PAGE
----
Sri Lanka’s ousted president Gotabaya returns

Former Sri Lankan President Gotabaya Rajapaksa arrives at the Bangkok's Don Mueang International airport, Thailand, August 11, 2022 | Photo: Tananchai Keawsowattana

Colombo, Sri Lanka – Sri Lanka’s ousted president Gotabaya Rajapaksa has returned from his self-exile in Thailand.

Rajapaksa fled from Sri Lanka to Maldives on July 13, 2022 via a military jet, after a people’s uprising over the country’s worst economic crisis in recent history brought his family’s powerful grip on the island nation to a choking end.

According to local sources in the country Rajapaksa was festooned with flowers by a welcoming party of ministers and politicians as he disembarked at the main international airport of Sri Lanka.

Rajapaksa initially flew from Maldives to Singapore from where he sent in his resignation from before flying on to Thailand. He had petitioned his successor Ranil Wickremesinghe to facilitate his return while in Thailand.

Opposition politicians have accused Wickremesinghe of shielding the once-powerful Rajapaksa family. Sri Lanka’s constitution guarantees bodyguards, a vehicle and housing for former presidents, including Gotabaya and his elder brother and fellow ex-president Mahinda.

Sri Lanka has endured months of shortages of crucial goods including food, fuel and medicines, along with lengthy electricity blackouts and skyrocketing inflation after running out of foreign currency to finance essential imports.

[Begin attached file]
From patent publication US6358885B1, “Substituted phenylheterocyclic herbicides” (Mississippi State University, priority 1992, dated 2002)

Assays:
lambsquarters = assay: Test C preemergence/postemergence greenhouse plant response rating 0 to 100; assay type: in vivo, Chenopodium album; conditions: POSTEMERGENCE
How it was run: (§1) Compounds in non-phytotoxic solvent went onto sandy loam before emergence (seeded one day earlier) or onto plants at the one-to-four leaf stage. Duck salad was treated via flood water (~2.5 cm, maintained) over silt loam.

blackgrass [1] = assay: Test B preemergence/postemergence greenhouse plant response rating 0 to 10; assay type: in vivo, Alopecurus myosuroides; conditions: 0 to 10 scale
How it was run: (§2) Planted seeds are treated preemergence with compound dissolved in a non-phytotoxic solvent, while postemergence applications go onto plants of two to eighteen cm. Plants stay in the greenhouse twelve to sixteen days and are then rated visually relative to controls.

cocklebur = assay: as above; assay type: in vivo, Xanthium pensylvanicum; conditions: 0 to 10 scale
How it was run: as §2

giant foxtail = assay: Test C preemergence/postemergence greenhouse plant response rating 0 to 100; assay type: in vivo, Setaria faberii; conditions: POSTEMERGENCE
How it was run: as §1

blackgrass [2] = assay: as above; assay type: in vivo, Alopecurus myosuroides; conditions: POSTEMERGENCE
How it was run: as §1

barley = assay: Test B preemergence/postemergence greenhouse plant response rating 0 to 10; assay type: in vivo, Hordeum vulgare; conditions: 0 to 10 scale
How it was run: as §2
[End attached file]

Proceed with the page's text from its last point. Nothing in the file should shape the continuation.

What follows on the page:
The COVID-19 pandemic dealt a hammer blow to the island’s tourism industry and dried up remittances from Sri Lankans working abroad – both key foreign exchange earners.

Rajapaksa, who was elected in 2019 promising “vistas of prosperity and splendour”, saw his popularity nosedive as hardships multiplied for the country’s 22 million people. His government was accused of introducing unsustainable tax cuts that drove up government debt and exacerbated the crisis.

Wickremesinghe was elected by parliament to see out the remainder of Rajapaksa’s term. He has since cracked down on street protests and arrested leading activists.

The government defaulted on its US$51 billion foreign debt in April, and the central bank forecasts a record 8 per cent gross domestic product contraction this year. After months of negotiations, the International Monetary Fund agreed on Thursday to a conditional US$2.9 billion bailout package to repair Sri Lanka’s battered finances.

In the past few weeks, the government has streamlined fuel supplies with a pass – only registered vehicles with a QR code can buy fuel at petrol stations. But fuel is still in demand with queues outside some filling stations. Key food items are available in shops, but prices are high as inflation is hovering around 65%.